Make us your home page

Today’s top headlines delivered to you daily.

(View our Privacy Policy)

After no controversy, Plant City water fluoridation starts Friday

PLANT CITY — Fluoridated water, a bane for some across the bay, is getting a warmer reception here as officials get ready to add fluoride to the city's water for the first time on Friday.

The move will affect about 11,000 households.

Officials have talked for years about fluoridation but repeatedly put off changing the water system for budgetary reasons.

Utilities director Frank Coughenour said all that changed a couple of years ago when the city, with encouragement from Hillsborough County health experts, sought and received $386,000 in state and county grants.

The city chipped in $86,000 for construction and will pay another $30,000 to $40,000 annually for system maintenance.

Officials say it's worth it to derive fluoride's documented oral-health benefits.

"The Centers for Disease Control (and Prevention), the American Dental Association and the American Water Works Association have all endorsed it," Coughenour said.

But in Pinellas County, fluoridation has been a source of political infighting.

Under pressure from activists, Pinellas commissioners pulled their fluoride system in some areas more than a year ago, touching off a debate that lingered through last fall's election. A vote to scrap the system was reversed in November and fluoridation is set to resume Friday.

Except for a handful of calls and emails to City Hall, Plant City has seen little opposition to its fluoride plans.

"A group from California sent something in in protest of it," Mayor Michael Sparkman said. "They said it was terrible, but that's been about it."

Officials say opponents have objected to some municipalities' use of industrially derived fluoride, which will differ from the city's method of acquiring the material.

Coughenour said the city will buy fluoride mined in Spain and refined in Florida at Oviedo, northeast of Orlando.

The final product will arrive in liquid form to be added to injectors at four city water plants.

After officials flip the switch Friday morning, residents will get fluoridated water later in the day after it winds through the system.

As for taste?

"There won't be any noticeable difference," Coughenour said.

Rich Shopes can be reached at or (813) 661-2454.

After no controversy, Plant City water fluoridation starts Friday 02/27/13 [Last modified: Wednesday, February 27, 2013 10:38pm]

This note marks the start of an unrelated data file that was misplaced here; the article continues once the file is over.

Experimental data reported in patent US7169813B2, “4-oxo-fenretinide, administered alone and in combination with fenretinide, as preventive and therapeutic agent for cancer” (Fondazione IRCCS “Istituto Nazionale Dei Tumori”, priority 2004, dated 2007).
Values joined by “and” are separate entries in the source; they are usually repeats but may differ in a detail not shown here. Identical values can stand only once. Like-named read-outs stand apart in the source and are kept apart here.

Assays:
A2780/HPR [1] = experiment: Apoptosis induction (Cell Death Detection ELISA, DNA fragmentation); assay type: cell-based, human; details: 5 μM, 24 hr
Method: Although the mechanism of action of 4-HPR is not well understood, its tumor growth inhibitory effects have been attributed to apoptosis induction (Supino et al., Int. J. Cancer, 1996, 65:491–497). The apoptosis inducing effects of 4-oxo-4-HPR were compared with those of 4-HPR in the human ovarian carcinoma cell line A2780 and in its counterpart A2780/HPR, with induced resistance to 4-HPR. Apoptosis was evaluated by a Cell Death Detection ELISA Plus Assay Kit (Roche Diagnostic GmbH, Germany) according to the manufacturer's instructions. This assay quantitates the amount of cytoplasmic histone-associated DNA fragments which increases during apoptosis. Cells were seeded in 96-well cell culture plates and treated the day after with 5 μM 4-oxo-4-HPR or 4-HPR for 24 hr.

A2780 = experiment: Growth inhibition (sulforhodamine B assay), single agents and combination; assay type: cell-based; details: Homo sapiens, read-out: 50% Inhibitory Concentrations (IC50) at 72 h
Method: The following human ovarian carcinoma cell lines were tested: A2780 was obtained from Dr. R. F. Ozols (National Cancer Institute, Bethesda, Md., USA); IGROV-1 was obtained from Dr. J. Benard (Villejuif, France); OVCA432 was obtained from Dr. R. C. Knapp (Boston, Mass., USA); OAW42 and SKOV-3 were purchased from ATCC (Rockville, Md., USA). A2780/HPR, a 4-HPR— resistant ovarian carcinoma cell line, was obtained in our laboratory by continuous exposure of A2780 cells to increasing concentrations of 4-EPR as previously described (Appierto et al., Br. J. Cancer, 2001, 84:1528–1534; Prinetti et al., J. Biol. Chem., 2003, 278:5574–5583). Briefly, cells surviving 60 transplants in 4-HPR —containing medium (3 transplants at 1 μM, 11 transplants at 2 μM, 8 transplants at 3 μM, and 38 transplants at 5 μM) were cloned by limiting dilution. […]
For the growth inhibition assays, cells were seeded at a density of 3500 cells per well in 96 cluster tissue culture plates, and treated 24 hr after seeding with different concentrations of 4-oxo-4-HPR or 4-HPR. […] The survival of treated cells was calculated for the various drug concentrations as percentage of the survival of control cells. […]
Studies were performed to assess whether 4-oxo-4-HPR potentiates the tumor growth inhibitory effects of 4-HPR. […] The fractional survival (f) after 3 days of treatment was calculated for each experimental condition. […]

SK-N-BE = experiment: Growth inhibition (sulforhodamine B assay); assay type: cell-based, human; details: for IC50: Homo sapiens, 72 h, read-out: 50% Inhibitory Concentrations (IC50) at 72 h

Photo reprints | Article reprints

© 2017 Tampa Bay Times


Join the discussion: Click to view comments, add yours

  1. Search for missing Army helicopter crew suspended in Hawaii


    HONOLULU — Officials have suspended the search for five Army soldiers who were aboard a helicopter that crashed during offshore training in Hawaii last week.

    Water safety officials hand over possible debris from an Army UH-60 Black Hawk helicopter crash to military personnel stationed at a command center in a harbor, Wednesday in Haleiwa, Hawaii, a day after. an Army helicopter with five on board crashed several miles off Oahu's North Shore. Officials  suspended the search for five Army soldiers in a helicopter crash during offshore training in Hawaii on Monday. [Associated Press]
  2. Rubio praises Trump for 'excellent' speech on Afghanistan


    Sen. Marco Rubio praised President Donald Trump's "excellent" speech on Afghanistan. Sen. Bill Nelson was less effusive but agreed with the goal.

  3. Gov. Rick Scott blasts report of shifting words on Charlottesville


    Gov. Rick Scott, one of the most scripted politicians in modern Florida history, said Monday that "both sides” bear blame for Charlottesville.

  4. Record $417 million awarded in lawsuit linking baby powder to cancer


    LOS ANGELES — A Los Angeles jury on Monday ordered Johnson & Johnson to pay a record $417 million to a hospitalized woman who claimed in a lawsuit that the talc in the company's iconic baby powder causes ovarian cancer when applied regularly for feminine hygiene.

    A bottle of Johnson's baby powder is displayed. On Monday, Aug. 21, 2017, a Los Angeles County Superior Court spokeswoman confirmed that a jury has ordered Johnson & Johnson to pay $417 million in a case to a woman who claimed in a lawsuit that the talc in the company's iconic baby powder causes ovarian cancer when applied regularly for feminine hygiene. [Associated Press]
  5. Search under way for missing sailors; Navy chief orders inquiry


    SINGAPORE — The U.S. Navy ordered a broad investigation Monday into the performance and readiness of the Pacific-based 7th Fleet after the USS John S. McCain collided with an oil tanker in Southeast Asian waters, leaving 10 U.S. sailors missing and others injured.

    Damage is visible as the USS John S. McCain steers toward Singapore’s naval base on Monday.